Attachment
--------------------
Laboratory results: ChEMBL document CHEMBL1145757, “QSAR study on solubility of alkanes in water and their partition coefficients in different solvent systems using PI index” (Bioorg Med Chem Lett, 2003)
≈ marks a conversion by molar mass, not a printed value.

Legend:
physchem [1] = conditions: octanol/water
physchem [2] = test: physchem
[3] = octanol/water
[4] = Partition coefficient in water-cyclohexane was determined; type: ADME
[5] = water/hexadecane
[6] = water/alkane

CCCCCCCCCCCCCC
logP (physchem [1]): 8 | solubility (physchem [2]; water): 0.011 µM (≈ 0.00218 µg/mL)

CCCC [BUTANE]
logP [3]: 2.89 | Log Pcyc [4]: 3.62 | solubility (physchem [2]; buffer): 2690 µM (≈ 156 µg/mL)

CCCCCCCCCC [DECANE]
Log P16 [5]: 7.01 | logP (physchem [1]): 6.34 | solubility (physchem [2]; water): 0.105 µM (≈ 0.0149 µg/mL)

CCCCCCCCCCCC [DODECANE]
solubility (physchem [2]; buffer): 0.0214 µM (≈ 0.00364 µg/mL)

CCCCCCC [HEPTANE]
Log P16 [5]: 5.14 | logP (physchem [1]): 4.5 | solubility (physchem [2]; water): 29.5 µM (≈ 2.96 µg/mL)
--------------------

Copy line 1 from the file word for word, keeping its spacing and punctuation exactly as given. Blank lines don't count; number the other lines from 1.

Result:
Laboratory results: ChEMBL document CHEMBL1145757, “QSAR study on solubility of alkanes in water and their partition coefficients in different solvent systems using PI index” (Bioorg Med Chem Lett, 2003)